There’s something bigger going on in this nation than broken politics, something darker, says the Democratic presidential nominee.

Standing in front of a field in Gettysburg, Pennsylvania, where a significant battle in the American Civil War was fought, Democratic presidential nominee Joe Biden spoke of a country divided and the need to come together. The former Vice President said America had become a “dangerous place” with something “darker” and more “dangerous” than just broken politics.

“There’s no more fitting place than here today in Gettysburg, to talk about the cost of division. About how much it has cost America in the past, about how much it is costing us now, and about why I believe in this moment, we must come together as a nation,” he said in a speech of a little over 20 minutes.

“There’s something bigger going on in this nation than just our broken politics. Something darker, something more dangerous… Too many Americans seek not to overcome our divisions, but to deepen them,” he said.

Mr. Biden repeated a campaign theme: that while he is running as a “proud Democrat”, he would work for those who vote for him and those who do not. Mr. Biden, who first joined the U.S. Senate in 1973, has campaigned on his ability to work across aisle and committed to doing the same as President.

Balancing act

Mr. Biden has had to balance the expectations of his constituents on the left — such as progressives who did not see their candidate Bernie Sanders make it past the primaries — in addition to catering to his own moderate support base, while also appealing to Republicans disenchanted with the Trump administration.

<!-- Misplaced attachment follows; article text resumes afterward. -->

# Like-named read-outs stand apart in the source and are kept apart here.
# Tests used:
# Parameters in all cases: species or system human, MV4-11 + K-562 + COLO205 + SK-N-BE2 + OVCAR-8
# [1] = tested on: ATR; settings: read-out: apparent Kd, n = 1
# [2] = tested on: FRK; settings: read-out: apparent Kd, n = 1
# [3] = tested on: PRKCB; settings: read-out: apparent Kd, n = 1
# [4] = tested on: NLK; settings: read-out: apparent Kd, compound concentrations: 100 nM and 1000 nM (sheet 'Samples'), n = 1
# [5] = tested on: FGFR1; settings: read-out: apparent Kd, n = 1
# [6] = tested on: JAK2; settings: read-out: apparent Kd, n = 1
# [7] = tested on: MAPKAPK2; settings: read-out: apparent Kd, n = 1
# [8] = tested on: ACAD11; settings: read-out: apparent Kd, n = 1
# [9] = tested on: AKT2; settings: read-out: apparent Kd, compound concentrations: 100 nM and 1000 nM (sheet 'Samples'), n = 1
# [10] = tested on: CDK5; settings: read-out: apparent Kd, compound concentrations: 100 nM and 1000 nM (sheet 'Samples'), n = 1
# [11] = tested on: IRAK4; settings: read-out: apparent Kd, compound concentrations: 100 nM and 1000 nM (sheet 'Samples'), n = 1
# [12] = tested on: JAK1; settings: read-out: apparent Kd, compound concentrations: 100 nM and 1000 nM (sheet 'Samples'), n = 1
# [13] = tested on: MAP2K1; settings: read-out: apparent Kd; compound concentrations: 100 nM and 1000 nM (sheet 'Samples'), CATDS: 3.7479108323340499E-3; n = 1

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“I do not believe we have to choose between law and order, and racial justice in America. We can have both,” Mr. Biden said on Tuesday. The death of George Floyd, an unarmed black man, at the hands of police officers sparked protests this summer that have spread across the country. While most of the protests have been peaceful, some have turned violent. Mr. Trump and Republicans have accused Mr. Biden of being soft on law and order — using violence against law enforcement officials to bolster their case.

Talking about white supremacists, Mr. Biden said that in a Biden administration, hate would be given “no license” and “no oxygen”.

“I think about what it takes for a black person to love America. That is a deep love for this country. That has for far too long, never been recognised,” Mr. Biden said.

Scepticism for masks

Mr. Biden said wearing a mask and social distancing were not political statements but scientific recommendations. His opponent Mr. Trump’s scepticism for masks and social distancing have been widely criticised. Mr. Trump and many of those who recently attended non-socially distant gatherings at the White House had tested positive for the coronavirus.

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Later on Tuesday, after Mr. Trump had tweeted that he was looking forward to the second debate with Mr. Biden scheduled for October 15, Mr. Biden said the debate should not go ahead if the President is still infected.

“I think if he still has COVID, we shouldn’t have a debate,” he said, adding that his decision would be guided by medical advise.



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